Faculty union leaders agreed Tuesday to rejoin efforts to overhaul the Minnesota State Colleges and Universities system, ending their months-long dispute with system leaders.
The tentative agreement over MnSCU Chancellor Steven Rosenstone's "Charting the Future" plan shifts at least some of the decision-making to campus committees.
That pleases faculty leaders, who have long complained that the central office was controlling the reform process too much, and not giving others enough say in proposing changes.
Decentralization "was the key," said Monte Bute, state action coordinator of the Inter Faculty Organization. "This is what we have sought for 17 months."
MnSCU spokeswoman Kim Olson said many questions — such as who will exercise final say over the reforms — remain unanswered.
"We're just thrilled that we're all back together," she said. "We've agreed to move forward cooperatively, and collaboratively, and we're all very optimistic about that."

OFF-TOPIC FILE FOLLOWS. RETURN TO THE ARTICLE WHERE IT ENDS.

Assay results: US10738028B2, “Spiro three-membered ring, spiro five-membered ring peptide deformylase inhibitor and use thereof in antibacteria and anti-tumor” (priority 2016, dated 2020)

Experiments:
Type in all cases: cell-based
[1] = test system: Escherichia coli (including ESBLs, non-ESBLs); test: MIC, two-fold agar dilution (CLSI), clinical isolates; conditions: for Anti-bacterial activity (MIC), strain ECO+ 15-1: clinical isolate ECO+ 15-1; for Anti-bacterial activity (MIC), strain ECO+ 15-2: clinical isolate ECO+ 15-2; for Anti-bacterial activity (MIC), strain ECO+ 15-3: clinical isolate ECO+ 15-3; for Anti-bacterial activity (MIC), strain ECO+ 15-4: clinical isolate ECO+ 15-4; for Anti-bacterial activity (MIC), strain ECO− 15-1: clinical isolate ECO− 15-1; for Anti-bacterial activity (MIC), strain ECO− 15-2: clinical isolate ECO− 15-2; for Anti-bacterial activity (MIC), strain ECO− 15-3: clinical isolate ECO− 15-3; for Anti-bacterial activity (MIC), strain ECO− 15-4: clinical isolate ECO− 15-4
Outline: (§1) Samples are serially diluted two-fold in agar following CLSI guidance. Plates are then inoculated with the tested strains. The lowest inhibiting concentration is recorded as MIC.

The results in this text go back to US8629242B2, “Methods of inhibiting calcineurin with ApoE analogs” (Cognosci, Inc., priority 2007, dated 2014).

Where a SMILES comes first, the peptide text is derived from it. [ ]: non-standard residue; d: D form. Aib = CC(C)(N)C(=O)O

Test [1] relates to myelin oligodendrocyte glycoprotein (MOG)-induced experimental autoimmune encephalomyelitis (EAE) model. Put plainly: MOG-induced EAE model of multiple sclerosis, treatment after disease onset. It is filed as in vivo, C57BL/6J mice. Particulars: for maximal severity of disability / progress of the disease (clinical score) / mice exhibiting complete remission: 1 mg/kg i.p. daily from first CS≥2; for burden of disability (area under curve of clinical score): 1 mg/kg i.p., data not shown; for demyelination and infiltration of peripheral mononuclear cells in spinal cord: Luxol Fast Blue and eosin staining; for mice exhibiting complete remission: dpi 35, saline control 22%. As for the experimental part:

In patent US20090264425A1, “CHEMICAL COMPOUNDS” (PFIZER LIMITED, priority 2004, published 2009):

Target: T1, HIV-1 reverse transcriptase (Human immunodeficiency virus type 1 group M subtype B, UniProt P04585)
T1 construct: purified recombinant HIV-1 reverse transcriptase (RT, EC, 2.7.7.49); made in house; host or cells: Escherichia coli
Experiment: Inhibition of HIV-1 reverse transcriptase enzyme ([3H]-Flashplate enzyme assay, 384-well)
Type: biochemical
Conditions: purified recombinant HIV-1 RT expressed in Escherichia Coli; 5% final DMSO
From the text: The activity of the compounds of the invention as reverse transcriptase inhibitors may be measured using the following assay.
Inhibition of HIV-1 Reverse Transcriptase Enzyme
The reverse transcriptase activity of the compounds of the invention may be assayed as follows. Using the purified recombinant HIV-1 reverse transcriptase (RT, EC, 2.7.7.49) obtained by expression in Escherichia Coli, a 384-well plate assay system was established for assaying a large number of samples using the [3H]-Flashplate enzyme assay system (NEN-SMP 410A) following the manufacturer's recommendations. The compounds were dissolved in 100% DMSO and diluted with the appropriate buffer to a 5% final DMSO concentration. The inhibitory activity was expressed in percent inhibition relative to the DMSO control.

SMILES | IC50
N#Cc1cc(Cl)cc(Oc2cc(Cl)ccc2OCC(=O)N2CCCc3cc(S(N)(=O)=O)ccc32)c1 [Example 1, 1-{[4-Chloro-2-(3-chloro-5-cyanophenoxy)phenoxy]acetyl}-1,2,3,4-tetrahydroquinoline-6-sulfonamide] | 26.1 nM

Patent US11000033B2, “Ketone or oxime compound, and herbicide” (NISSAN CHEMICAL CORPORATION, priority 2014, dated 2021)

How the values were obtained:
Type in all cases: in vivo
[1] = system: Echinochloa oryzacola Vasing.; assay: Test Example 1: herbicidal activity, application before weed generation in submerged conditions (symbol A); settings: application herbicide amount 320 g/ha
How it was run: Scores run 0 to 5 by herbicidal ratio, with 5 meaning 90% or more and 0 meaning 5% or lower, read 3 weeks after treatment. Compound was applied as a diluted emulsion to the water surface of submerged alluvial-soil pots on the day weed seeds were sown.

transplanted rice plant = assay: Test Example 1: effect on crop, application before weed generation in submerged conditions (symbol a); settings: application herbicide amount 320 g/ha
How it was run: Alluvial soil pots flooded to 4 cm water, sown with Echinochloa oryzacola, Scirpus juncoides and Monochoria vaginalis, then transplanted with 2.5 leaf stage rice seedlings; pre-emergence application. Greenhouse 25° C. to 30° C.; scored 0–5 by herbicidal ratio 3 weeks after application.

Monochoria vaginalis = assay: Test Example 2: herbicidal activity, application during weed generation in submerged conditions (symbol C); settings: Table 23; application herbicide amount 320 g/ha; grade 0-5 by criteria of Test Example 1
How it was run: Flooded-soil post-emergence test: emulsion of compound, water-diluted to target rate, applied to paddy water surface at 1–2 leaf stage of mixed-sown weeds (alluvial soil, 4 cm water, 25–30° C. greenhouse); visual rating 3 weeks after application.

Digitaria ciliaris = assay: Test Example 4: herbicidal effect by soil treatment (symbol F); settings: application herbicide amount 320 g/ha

Faculty leaders from both the two- and four-year campuses pulled out of reform talks in October, saying the central office was exercising too much control over the process.
Rosenstone has long said campuses need to coordinate more closely with each other so they can offer a better education at less cost. That could include standardizing online education, advising and course offerings.
Faculty leaders feared the plan would lead to a one-size-fits-all form of education, and that local campuses would lose their identity in a homogenized system.
Last fall, the relationship between faculty and Rosenstone grew so tense that union leaders asked trustees to fire their chancellor. The trustees refused and mediation began.
In January, Gov. Mark Dayton said he would withhold any increase in MnSCU funding until the faculty and the chancellor resolved their differences. Last week, he said his revised budget would provide enough money for MnSCU to freeze tuition for a year, with the understanding that MnSCU would make administrative cuts to cover a freeze for a second year.